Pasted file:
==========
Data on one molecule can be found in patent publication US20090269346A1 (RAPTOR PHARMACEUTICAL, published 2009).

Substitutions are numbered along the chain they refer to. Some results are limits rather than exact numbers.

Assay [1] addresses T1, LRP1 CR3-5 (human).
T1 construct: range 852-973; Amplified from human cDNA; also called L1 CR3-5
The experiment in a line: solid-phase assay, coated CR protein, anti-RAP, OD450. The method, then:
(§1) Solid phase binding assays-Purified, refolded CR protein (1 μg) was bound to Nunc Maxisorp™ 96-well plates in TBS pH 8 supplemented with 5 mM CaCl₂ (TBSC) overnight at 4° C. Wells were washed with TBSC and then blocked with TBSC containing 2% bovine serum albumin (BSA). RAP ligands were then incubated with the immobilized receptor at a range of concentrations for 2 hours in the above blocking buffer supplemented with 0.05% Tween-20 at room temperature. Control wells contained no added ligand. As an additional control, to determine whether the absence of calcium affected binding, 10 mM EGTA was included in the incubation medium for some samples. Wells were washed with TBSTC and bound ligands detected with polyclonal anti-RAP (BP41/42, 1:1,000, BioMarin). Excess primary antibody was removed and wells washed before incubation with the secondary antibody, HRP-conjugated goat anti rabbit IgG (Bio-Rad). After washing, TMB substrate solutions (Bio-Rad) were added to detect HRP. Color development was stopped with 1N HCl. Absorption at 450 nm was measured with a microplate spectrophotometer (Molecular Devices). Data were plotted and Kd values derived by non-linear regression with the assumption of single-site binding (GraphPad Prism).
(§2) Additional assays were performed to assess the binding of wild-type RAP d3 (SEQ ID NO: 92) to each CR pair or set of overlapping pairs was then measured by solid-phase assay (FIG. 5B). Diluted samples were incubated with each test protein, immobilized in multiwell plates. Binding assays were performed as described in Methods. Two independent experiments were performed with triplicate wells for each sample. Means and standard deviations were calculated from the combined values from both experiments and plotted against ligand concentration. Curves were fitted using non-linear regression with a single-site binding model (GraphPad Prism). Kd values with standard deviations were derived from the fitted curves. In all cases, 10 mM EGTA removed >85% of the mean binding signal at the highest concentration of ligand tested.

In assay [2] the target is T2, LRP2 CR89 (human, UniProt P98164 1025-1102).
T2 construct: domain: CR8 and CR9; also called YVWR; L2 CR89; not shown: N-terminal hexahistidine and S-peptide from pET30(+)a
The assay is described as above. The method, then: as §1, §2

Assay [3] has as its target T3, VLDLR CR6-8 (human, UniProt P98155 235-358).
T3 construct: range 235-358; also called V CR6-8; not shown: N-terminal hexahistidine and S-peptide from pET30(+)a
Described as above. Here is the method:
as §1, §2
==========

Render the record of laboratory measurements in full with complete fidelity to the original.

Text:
Data on one molecule can be found in patent publication US20090269346A1 (RAPTOR PHARMACEUTICAL, published 2009).

Substitutions are numbered along the chain they refer to. Some results are limits rather than exact numbers.

Assay [1] addresses T1, LRP1 CR3-5 (human).
T1 construct: range 852-973; Amplified from human cDNA; also called L1 CR3-5
The experiment in a line: solid-phase assay, coated CR protein, anti-RAP, OD450. The method, then:
(§1) Solid phase binding assays-Purified, refolded CR protein (1 μg) was bound to Nunc Maxisorp™ 96-well plates in TBS pH 8 supplemented with 5 mM CaCl₂ (TBSC) overnight at 4° C. Wells were washed with TBSC and then blocked with TBSC containing 2% bovine serum albumin (BSA). RAP ligands were then incubated with the immobilized receptor at a range of concentrations for 2 hours in the above blocking buffer supplemented with 0.05% Tween-20 at room temperature. Control wells contained no added ligand. As an additional control, to determine whether the absence of calcium affected binding, 10 mM EGTA was included in the incubation medium for some samples. Wells were washed with TBSTC and bound ligands detected with polyclonal anti-RAP (BP41/42, 1:1,000, BioMarin). Excess primary antibody was removed and wells washed before incubation with the secondary antibody, HRP-conjugated goat anti rabbit IgG (Bio-Rad). After washing, TMB substrate solutions (Bio-Rad) were added to detect HRP. Color development was stopped with 1N HCl. Absorption at 450 nm was measured with a microplate spectrophotometer (Molecular Devices). Data were plotted and Kd values derived by non-linear regression with the assumption of single-site binding (GraphPad Prism).
(§2) Additional assays were performed to assess the binding of wild-type RAP d3 (SEQ ID NO: 92) to each CR pair or set of overlapping pairs was then measured by solid-phase assay (FIG. 5B). Diluted samples were incubated with each test protein, immobilized in multiwell plates. Binding assays were performed as described in Methods. Two independent experiments were performed with triplicate wells for each sample. Means and standard deviations were calculated from the combined values from both experiments and plotted against ligand concentration. Curves were fitted using non-linear regression with a single-site binding model (GraphPad Prism). Kd values with standard deviations were derived from the fitted curves. In all cases, 10 mM EGTA removed >85% of the mean binding signal at the highest concentration of ligand tested.

In assay [2] the target is T2, LRP2 CR89 (human, UniProt P98164 1025-1102).
T2 construct: domain: CR8 and CR9; also called YVWR; L2 CR89; not shown: N-terminal hexahistidine and S-peptide from pET30(+)a
The assay is described as above. The method, then: as §1, §2

Assay [3] has as its target T3, VLDLR CR6-8 (human, UniProt P98155 235-358).
T3 construct: range 235-358; also called V CR6-8; not shown: N-terminal hexahistidine and S-peptide from pET30(+)a
Described as above. Here is the method:
as §1, §2